Two planes carrying the remains of U.S. service members killed in Saturday's Chinook helicopter crash in Afghanistan have landed at Dover Air Force Base this morning and president Obama canceled his schedule to travel to Dover and pay respect to the 30 U.S. service members killed of Saturday's chopper crash in Afghanistan.
Military officials say a rocket-propelled grenade took the Chinook down in Afghanistan's Wardak Province, killing all those aboard. It was the deadliest incident for American forces since the war began in 2001. Among the victims were 22 Navy SEALs, Air Force troops and an Army air crew.
"Their loss is a stark reminder of the risks that our men and women in uniform take every single day on behalf of their county," Obama said of the fallen soldiers. "Day after day, night after night, they carry out missions like this in the face of enemy fire and grave danger."
President Obama canceled a visit to Springfield, Va. to make the trip to Dover which is the home of the largest military mortuary for fallen Americans. It's his second unannounced trip to the base for a dignified transfer since becoming president. The last time he visited Dover was in October, 2009.Defense Secretary Leon Panetta and Chairman of the Joint Chiefs of Staff Adm. Mike Mullen are also attending Tuesday's ceremony at Dover.
The remains are unidentified and comingled, making it difficult for the military to know which remains are in each transfer case that returns. The remains of the Afghans killed in the mission are comingled as well and will be returned to Afghanistan when and if they are identified.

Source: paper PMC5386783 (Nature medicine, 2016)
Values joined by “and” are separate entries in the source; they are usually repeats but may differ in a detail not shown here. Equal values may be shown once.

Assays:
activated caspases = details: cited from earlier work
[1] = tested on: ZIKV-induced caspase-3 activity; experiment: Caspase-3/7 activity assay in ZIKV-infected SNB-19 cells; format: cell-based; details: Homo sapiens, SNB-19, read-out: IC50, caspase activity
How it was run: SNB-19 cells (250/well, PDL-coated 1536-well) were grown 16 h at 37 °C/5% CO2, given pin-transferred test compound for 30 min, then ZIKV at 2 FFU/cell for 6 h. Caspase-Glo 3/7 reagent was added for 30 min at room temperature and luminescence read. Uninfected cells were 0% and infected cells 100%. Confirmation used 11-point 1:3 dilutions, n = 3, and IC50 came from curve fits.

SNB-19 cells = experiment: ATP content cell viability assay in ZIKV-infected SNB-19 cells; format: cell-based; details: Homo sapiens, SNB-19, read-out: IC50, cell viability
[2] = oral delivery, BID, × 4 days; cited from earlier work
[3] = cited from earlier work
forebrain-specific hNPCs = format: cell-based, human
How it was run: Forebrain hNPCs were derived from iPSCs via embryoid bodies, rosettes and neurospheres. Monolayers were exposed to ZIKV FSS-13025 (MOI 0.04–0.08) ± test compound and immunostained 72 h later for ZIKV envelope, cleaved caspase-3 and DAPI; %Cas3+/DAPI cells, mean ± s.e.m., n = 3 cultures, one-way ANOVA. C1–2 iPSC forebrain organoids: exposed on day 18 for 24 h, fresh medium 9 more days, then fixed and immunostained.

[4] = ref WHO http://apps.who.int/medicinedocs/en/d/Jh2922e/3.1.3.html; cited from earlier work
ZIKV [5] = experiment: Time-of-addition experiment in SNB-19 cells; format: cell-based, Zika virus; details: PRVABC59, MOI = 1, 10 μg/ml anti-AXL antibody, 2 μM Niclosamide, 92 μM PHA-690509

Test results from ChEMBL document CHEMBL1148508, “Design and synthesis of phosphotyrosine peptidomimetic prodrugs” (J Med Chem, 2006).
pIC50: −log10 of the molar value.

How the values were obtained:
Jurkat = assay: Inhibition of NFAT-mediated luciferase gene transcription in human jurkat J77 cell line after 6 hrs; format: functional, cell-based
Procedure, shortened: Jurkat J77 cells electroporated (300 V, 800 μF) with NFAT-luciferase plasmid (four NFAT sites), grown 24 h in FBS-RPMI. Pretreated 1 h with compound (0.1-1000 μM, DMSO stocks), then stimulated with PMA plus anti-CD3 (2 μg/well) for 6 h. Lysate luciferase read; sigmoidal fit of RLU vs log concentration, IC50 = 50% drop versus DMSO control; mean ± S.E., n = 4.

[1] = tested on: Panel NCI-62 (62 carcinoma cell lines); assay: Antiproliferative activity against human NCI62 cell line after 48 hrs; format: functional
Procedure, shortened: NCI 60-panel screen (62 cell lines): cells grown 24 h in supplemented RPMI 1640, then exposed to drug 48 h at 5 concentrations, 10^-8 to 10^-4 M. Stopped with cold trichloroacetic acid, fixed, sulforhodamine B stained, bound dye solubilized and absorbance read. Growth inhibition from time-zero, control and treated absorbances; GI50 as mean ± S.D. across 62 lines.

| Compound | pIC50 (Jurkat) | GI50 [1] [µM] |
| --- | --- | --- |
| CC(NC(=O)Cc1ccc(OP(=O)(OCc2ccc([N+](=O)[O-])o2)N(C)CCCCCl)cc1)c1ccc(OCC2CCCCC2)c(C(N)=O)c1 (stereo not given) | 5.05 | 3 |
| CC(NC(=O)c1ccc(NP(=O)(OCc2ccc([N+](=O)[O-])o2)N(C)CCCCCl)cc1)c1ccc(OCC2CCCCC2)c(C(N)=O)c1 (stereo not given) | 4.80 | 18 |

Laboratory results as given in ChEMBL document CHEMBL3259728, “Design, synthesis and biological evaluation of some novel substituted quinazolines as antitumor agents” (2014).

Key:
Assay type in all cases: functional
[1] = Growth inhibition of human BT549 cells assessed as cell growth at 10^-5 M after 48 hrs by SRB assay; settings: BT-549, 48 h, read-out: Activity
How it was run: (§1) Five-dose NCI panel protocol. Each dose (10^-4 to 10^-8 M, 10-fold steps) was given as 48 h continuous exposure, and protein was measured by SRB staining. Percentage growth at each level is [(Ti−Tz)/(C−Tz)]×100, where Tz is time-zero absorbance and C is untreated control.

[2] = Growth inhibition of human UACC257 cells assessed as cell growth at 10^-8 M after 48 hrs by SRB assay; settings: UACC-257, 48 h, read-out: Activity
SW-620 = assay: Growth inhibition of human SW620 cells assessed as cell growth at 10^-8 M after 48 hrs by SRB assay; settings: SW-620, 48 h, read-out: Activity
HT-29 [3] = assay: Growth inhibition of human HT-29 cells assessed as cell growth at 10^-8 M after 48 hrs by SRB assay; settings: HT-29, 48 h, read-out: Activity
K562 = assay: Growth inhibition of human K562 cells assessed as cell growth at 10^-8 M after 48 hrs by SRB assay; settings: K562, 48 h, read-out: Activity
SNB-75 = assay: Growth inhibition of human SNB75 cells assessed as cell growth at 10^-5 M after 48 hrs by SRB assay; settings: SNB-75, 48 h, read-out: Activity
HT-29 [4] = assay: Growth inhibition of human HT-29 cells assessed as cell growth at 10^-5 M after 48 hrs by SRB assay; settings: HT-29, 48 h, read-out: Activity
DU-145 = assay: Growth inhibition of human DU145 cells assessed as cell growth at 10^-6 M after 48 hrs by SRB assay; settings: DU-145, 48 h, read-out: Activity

Pentagon policy is to release names of those killed in action but right now there are no plans to release the names of those killed. The military's policy is to release names 24 hours after the fallen service member's second next of kin are notified.
News media outlets are typically permitted to photograph the coffins of fallen soldiers and Marines when they return to Dover but in this case cameras are prohibited as the remains have yet to be identified.
Since the remains are comingled, and not all families granted permission for news media to attend the Dover event, the Department of Defense won't allow coverage.
The media policy, which was reversed in 2009 to allow media coverage of the return of fallen troops, is built on the assent of families. "It was rendered moot, given the condition of the remains," according to Col. Dave Lapan, a Pentagon spokesman.
The Pentagon has appointed U.S. Army Brig. Gen. Jeffrey Colt, Deputy Commanding General, 101st Airborne Division, to conduct an investigation into the circumstances surrounding the crash.
There will likely be two investigations. One would be a standard Army investigation into the helicopter mishap since it was flying the Chinook. ISAF (NATO) will likely carry out another investigation.